|Publication number||US6287367 B1|
|Application number||US 09/461,266|
|Publication date||Sep 11, 2001|
|Filing date||Dec 15, 1999|
|Priority date||May 19, 1998|
|Also published as||CA2371863A1, EP1150758A1, WO2001043844A1|
|Publication number||09461266, 461266, US 6287367 B1, US 6287367B1, US-B1-6287367, US6287367 B1, US6287367B1|
|Inventors||John Scott Buchanan, Berne Kim Stober|
|Original Assignee||Mobil Oil Corporation|
|Export Citation||BiBTeX, EndNote, RefMan|
|Patent Citations (9), Referenced by (21), Classifications (12), Legal Events (4)|
|External Links: USPTO, USPTO Assignment, Espacenet|
CROSS-REFERENCE TO RELATED APPLICATIONS
This application is a continuation-in-part of Ser. No. 09/080,969, filed May 19, 1998 now abandoned.
This invention is directed to a series of vapor/liquid contacting trays and a separation process which employs this series of trays. Contacting trays such as the one of this invention are useful in distillation and related mass transfer or heat transfer applications where liquid flows down and gas or vapor flows up through a vessel.
Liquid entrainment is a problem frequently encountered in distillation tray technology. Gas-liquid contacting employing plate and tray columns and potential problems involved are discussed in Section 18 of The Chemical Engineers' Handbook, Fifth Edition, by Robert H. Perry and Cecil H. Chilton. Tray designs with baffles and dispersers of various types are illustrated and discussed.
Copending application Ser. No. 08/833,490 (which is commonly owned with the instant invention)is directed to a means of de-entraining liquid. In Ser. No. 08/833,490, a plurality of de-entrainment devices (such as vane packs) on the trays are specified to accomplish the vapor/liquid de-entrainment.
A series of conventional sieve trays is illustrated in FIG. 1. Liquid that is entrained upwards from the tray can be thrown up against the perforated area of the tray above, and get carried up to the next tray. This backmixing of liquid up the column, contrary to the desired downward liquid flow, can greatly decrease the separation efficiency of the column and can cause flooding (hydraulic overloading) of the column.
U.S. Pat. No. 4,356,132 (Belyakov et al) discloses a mass-transfer apparatus which comprises a vertical cylindrical housing, contact trays accomodated inside the housing and made up of perforated and non-perforated sectors, the neighboring trays being arranged so that the perforated sectors of one tray overlie the non-perforated sectors of another tray and vice-versa. The overflow passageways of the contact trays are positioned on the non-perforated sectors. Overflow deflectors are arranged on the contact trays, and baffles are adapted to extend downwardly from each contact tray from the borderline between the perforated and non-perforated sectors and inclined toward the perforated sector. Belyakov differs from the instant invention in that it does not teach the use of multiple baffles vertically located between the perforated area and the impermeable roof, in order to decrease entrainment of liquid. The instant invention imparts co-current flow of both gas and liquid with substantially all the liquid being purposely entrained upward into the vanes (or baffles) where the liquid is deflected downward, at an angle, into a disengaging area opposite the perforated area where the liquid and gas efficiently separate. Belyakov's device specifically does not act in this way as illustrated by Belyakov's Figure's 3 and 6 (see solid and dashed flow lines). Our invention has a rather large sloping open disengaging area extending well below the plane of and opposite the perforated area for enhanced separation of liquid from vapor. Belyakov has no such area extending below the plane of the perforated area.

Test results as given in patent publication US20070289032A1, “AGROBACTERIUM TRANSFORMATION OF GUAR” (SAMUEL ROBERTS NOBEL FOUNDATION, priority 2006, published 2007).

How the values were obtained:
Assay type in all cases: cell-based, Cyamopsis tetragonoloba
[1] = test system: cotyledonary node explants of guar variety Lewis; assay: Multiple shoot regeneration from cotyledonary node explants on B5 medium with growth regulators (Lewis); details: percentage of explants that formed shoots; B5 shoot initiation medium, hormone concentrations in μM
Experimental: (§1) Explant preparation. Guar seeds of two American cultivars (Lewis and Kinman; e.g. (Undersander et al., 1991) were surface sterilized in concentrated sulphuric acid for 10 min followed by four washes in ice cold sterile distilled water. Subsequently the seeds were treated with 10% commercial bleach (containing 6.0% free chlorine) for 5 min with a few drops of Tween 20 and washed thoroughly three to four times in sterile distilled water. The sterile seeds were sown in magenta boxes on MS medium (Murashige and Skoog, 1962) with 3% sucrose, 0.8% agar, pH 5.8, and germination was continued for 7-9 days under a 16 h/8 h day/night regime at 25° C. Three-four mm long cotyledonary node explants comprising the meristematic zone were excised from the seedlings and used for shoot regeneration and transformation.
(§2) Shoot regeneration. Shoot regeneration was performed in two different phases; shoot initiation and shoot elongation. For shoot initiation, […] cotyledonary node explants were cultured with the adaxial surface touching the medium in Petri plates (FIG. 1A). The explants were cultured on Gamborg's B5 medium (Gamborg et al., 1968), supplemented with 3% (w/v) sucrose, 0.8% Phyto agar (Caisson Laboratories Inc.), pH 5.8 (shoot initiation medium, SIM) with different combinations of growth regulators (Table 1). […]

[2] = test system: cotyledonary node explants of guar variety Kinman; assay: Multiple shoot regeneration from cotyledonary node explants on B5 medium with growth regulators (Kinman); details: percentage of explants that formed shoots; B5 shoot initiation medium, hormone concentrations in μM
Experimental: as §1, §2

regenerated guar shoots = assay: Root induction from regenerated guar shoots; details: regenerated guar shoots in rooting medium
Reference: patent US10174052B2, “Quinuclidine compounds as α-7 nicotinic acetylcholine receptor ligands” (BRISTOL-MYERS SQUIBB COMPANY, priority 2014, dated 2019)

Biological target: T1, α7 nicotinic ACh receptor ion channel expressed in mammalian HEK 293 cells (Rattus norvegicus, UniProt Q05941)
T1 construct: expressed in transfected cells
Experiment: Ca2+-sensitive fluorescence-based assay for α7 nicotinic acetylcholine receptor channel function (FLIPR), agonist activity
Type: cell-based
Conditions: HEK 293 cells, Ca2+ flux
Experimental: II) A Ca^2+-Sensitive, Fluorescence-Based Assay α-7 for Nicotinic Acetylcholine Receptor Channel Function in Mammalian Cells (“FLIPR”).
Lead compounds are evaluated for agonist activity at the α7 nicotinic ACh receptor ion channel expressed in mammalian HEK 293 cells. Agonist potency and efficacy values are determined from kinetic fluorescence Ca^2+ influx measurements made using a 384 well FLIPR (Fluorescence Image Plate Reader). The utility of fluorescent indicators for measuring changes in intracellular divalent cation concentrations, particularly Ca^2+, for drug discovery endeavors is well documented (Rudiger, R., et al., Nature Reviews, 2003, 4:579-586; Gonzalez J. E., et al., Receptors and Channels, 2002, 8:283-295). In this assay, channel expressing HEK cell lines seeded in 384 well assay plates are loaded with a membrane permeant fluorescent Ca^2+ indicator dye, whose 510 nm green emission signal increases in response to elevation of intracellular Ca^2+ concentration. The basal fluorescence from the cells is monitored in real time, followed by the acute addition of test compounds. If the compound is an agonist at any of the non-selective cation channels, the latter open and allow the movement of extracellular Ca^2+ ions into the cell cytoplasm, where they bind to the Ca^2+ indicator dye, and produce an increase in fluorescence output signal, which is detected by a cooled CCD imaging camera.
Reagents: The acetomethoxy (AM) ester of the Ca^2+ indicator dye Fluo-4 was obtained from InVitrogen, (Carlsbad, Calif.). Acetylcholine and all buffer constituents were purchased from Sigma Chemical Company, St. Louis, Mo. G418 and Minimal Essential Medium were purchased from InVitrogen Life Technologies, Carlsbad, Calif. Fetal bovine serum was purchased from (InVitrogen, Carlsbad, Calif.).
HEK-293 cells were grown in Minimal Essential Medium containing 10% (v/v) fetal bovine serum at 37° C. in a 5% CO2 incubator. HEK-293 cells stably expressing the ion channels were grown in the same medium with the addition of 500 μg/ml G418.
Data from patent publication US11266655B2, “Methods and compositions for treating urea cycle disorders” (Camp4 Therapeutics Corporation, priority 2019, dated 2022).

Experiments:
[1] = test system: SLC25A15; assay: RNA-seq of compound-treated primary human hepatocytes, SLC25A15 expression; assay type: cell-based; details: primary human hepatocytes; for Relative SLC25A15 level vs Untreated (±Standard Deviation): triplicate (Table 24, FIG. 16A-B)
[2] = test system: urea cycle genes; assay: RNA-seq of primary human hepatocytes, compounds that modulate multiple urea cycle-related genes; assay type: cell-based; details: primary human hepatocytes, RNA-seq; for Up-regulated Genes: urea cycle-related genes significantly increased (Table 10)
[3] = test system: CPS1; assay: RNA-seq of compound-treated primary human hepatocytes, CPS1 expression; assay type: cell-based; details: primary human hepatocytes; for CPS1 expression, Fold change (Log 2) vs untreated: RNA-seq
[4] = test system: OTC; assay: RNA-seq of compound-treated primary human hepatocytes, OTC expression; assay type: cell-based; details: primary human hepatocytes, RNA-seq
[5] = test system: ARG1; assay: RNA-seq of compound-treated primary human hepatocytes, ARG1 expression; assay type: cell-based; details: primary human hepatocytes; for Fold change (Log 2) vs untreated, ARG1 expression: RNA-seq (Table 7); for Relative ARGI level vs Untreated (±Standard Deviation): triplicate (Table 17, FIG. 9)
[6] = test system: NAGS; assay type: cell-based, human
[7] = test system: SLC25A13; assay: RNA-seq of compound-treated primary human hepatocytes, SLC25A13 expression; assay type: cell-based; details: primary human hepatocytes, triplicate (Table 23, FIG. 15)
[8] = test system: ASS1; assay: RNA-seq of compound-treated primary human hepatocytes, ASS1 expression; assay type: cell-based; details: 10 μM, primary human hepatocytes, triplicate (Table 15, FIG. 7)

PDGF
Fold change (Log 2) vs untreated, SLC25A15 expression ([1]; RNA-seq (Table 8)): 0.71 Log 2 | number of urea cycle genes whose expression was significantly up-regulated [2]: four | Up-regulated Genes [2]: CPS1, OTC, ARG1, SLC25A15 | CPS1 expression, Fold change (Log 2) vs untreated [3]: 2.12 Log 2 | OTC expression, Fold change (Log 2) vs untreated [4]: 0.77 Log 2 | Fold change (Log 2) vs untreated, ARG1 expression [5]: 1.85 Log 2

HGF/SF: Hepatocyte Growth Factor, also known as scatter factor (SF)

In the instant invention, the phase separation can take place in an essentially empty disengagement area by the forces of gravity and liquid downward inertia, without the aid of special de-entrainment devices. Although they are not necessary, mesh pads, vanes, plates, louvers or other means to assist phase separation or other means of assisting phase separation may be placed within the disengagement area.
FIG. 2 illustrates the instant invention. There is an impermeable “roof” directly above the bubbling area (or perforated area) of one tray, so liquid cannot be thrown directly up against the perforated area of the tray above. There is at least one outlet weir (or baffle, or alternately, vane) or other surface projecting up at some angle from the level of the perforated area at or near the exit end of the perforated area, to help direct the froth at least partially upwards initially.
Complete entrainment of the liquid is not necessary in the functioning of this invention. Some liquid can simply spill over the outlet weir. It is preferred, however, to initially impart some upward momentum to the bulk of the liquid. There is at least one baffle that then helps direct the liquid at least partially downward, such that the liquid is moving generally downward, rather than upward, as it enters the disengaging zone where the vapor flows upward to the next tray. One or more curved turning vanes may also be used to direct the liquid momentum downward.
Many FCC units are limited by the downstream gas plant. The trays of the instant invention can help debottleneck gas plants, other high pressure towers, and amine towers with high liquid loads. The capacity benefits of this invention are probably highest at conditions of high liquid flux (greater than about 20 gpm/ft2 of tower area).
FIG. 1 illustrates a conventional sieve tray. Liquid enters the tray at 1, becomes entrained with the rising vapor 2, and is thrown against the perforated area of the tray 3 above, to be carried to the next tray.